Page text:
A persistent image:
Buried beneath a pile of books, he has an editor’s Oxford Dictionary as his armrest. And somewhere in the mess lies a pair of glasses that is redundant to him at the moment. For in my imagination, an editor of books possesses two pairs of glasses, one for reading the book he edits and the other for billboards and streams of forgettable words.
He adjusts his editor’s glasses carefully on the bridge of his nose, and gets down to the task of refashioning the book with a lot of love and care. Like pixies in fairytales, who climb out of their hiding places and pick up their favourite shoes, and then chip away the stiches only to sew back the shoes with care and precision.
And then I learned:
An editor is so much more. A week into the editing course has given me a new perspective. An editor does not possess just two pairs of glasses, rather, he has multiple pairs of glasses. His universe isn’t divided into the book and the beyond, rather, there is the book and maze-like universe of the book—the bookverse!
In fact, the moment an editor picks up a book, he becomes in certain senses, the vehicle of the book. He carries it from the writer to the publisher. Later he takes it to the designer, the printer and the distributor. And finally he brings it to the last and most important member of the bookverse—the reader.
Though it all begins with a reader:
The editor himself is the first reader. But once he has read the book he must remove the reader’s glasses and wear the editor’s glasses. Seeing past those persuasive words, the editor must learn to look at the frayed edges. He must smoothen out the text and make it readable. And not just for the reader but also for the printer. The proof marks that lie strewn in an editor’s copy make up an invisible map for the printer.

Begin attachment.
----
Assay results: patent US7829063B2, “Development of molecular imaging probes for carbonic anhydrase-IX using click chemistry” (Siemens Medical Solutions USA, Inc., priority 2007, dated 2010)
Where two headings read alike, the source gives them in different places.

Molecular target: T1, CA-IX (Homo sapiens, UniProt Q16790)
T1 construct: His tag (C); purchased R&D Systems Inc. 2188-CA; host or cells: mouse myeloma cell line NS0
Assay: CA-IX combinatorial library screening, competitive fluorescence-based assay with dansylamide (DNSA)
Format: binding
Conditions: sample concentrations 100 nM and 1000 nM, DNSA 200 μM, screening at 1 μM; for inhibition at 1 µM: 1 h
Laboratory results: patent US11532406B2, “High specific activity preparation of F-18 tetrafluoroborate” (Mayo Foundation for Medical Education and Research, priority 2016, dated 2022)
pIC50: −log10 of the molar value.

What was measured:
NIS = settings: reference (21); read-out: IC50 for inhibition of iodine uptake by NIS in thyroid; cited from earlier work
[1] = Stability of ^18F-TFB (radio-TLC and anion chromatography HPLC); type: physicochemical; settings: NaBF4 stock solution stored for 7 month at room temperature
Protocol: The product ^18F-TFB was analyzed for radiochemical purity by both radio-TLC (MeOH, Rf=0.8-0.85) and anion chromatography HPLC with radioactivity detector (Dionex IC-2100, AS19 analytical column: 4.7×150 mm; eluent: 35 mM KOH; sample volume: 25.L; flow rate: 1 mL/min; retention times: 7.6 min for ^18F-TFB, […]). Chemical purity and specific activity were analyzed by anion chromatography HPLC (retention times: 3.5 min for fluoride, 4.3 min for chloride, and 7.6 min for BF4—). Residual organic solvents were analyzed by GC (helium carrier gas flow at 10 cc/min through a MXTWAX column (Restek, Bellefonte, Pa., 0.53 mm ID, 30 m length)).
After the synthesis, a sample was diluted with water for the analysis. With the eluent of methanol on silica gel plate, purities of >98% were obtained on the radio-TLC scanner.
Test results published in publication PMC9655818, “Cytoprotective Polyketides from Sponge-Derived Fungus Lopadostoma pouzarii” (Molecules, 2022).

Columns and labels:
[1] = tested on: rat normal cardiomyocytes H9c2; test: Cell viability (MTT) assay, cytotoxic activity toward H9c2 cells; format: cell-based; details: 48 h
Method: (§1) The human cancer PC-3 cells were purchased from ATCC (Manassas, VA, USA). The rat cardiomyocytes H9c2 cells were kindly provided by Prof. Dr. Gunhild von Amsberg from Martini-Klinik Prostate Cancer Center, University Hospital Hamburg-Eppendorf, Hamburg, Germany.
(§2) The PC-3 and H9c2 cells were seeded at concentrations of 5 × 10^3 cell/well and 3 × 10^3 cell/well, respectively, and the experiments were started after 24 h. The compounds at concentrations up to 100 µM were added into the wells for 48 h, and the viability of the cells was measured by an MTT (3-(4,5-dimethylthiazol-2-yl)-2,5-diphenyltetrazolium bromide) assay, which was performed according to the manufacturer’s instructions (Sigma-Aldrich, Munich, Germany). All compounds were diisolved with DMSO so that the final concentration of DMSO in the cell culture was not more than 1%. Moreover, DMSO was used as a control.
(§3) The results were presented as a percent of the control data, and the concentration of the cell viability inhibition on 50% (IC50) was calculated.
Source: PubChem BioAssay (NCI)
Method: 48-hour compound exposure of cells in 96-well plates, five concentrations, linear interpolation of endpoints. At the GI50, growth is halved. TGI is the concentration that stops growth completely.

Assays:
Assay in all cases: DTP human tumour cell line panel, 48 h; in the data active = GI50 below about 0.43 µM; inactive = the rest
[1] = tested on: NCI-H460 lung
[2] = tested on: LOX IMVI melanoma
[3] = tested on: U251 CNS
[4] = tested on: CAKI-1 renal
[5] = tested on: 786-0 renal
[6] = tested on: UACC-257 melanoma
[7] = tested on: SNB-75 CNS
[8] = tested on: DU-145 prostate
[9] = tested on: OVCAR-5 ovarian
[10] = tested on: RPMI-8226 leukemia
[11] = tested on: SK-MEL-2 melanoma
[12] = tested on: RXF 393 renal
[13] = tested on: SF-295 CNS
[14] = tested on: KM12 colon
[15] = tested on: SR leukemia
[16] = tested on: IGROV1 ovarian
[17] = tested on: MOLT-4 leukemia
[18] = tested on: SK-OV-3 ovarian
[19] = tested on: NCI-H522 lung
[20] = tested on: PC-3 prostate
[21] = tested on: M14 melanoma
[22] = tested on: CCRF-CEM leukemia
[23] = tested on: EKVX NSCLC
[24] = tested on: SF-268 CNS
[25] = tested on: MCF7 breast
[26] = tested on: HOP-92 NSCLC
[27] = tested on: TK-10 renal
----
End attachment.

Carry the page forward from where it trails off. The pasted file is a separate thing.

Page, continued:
After the printer comes the designer. The editor briefs the designer and helps him understand the book. He then becomes its advocate and voice. Next, the innumerable sales representatives that stand in the spiraling staircase of distribution are persuaded and taken into the fold. And this journey isn’t easy or even. The road ahead is often foggy!
Dealing in copyrights is one foggy business. An editor in a publishing house is responsible to the author as well as the publisher. And when it comes to the matters of copyrights, he must tread the path with care. Often the geniality of both the author and the publisher comes under duress when they discuss the copyright of a book. It is the editor’s task to facilitate the transaction. If he can accommodate the wishes of the author and convince him to invest his copyright in the house, then he has brooked the devil. And this is just one of the hurdles.
An editor has to constantly clear the road ahead, remove the hurdles, and sensitively engage with the members of the bookverse. He clears the mist on the road and also the thin film on his glasses.
Yet he is a pixie:
The journey of the editor in the bookverse is as quiet as footsteps of a pixie. He loves the book and breathes a new life into it, but when the time comes he also bids it a quiet goodbye. He claims no recognition for his effort. The joy of bringing to life a great book is his greatest and only gift. And fuelled by this sense of fulfillment he begins afresh with a new book and with new pair of glasses!